What tyros we are in these matters is seen when we contemplate the various views people have as to what constitutes life's highest note. There is, of course, a material side about which there is practically no controversy, It is comparatively easy to say when a man is physically strongest, when his bone and muscle are at the top of their condition. Plato, in the Republic, put the elect age of woman as between twenty and forty, and of man as between twenty-five and fifty-five. This, he said, is the period during which they are to pro-duce children to the State. It is a different thing, however, to maintain, as some have done, that the inner life, in its range of sensation and accomplishment, corresponds to this adjustment. Froude, when in a pessimistic mood following on the death of his wife, said to Sir George Colley that " the interest of life to a thinking man was exhausted at thirty or thirty-five." But he lived to revise that judgment and to find old age sufficiently pleasant. There is indeed here, despite some notable exceptions, a general consenus of the best minds in favour of Channing's view that " life is a gift which acquires a greater value every day."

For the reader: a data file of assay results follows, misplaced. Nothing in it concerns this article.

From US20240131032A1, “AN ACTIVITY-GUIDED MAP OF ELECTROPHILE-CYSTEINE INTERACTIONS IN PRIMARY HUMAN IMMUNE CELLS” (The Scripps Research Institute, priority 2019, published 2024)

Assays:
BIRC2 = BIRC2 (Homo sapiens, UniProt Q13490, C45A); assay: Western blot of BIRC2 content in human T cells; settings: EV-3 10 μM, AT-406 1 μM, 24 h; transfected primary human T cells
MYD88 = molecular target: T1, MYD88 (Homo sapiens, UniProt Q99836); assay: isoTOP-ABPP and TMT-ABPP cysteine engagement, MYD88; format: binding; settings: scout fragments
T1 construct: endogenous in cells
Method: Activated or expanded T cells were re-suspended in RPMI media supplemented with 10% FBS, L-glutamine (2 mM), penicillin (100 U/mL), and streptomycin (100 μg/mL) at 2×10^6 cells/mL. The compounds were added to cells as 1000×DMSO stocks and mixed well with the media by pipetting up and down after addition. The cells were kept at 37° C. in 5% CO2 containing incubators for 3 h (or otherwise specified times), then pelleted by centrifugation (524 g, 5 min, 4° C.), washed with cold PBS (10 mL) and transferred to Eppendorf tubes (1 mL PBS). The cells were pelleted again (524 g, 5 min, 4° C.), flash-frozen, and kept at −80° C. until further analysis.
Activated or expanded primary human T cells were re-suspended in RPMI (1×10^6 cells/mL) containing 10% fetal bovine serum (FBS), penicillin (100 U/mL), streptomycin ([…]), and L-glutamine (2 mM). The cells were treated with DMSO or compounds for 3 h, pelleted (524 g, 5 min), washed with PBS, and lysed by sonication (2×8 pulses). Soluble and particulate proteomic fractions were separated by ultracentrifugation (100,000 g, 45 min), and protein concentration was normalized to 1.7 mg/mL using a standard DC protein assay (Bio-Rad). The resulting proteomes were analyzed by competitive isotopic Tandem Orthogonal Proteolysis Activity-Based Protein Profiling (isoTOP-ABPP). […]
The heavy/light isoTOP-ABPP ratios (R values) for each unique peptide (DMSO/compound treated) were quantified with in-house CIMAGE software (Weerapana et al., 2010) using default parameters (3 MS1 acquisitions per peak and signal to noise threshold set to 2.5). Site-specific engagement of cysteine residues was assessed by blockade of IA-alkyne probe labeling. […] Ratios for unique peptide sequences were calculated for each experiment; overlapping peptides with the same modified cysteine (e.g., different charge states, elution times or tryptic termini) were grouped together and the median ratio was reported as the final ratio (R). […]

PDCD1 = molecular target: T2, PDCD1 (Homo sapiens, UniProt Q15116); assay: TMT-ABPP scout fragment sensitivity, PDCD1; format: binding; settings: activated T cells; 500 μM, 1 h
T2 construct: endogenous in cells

But the point we are now seeking is as to what eonstitutes the top note, the supreme height of life, The differences of view, we say, are so curious. It takes all sorts to make a world, and each type has on this question ventilated its theory. A Madame du Chatelet is of opinion that " we have nothing else to do in the world than to obtain agreeable sensations and sentiments."' The idea exactly fitted a society which Sainte Beuve has delineated as from top to bottom incurably frivolous. There are masses of people whose supreme moment is the culmination of a debauch. A City alderman was quoted in our hearing as saying that at a certain age all that was left was the pleasures of the table. We will not stop to characterise that deliverance. Other men have found their rapture in battle—Caesar did and Napoleon. That stout old soldier, Marshal Manteuffel, expressed the warrior note in a sentence which all the great fighters would probably have endorsed : That elevated sentiment of commanding in battle, of knowing that the bullet of the enemy may call you at any moment before God's tribunal, of knowing that the fate of the battle, and consequently the destiny of your country, may depend upon the orders which you give—this tension of mind and of feelings is divinely great." Doubtless it is, and yet one reflects that beneath this top note in the General what undertones there are of unnoted suffering in his men ! Of the great moments of the battlefield we have to say with Horace Walpole : " What is the fame of men compared to their happiness ? How many must be wretched before one can be renowned ! "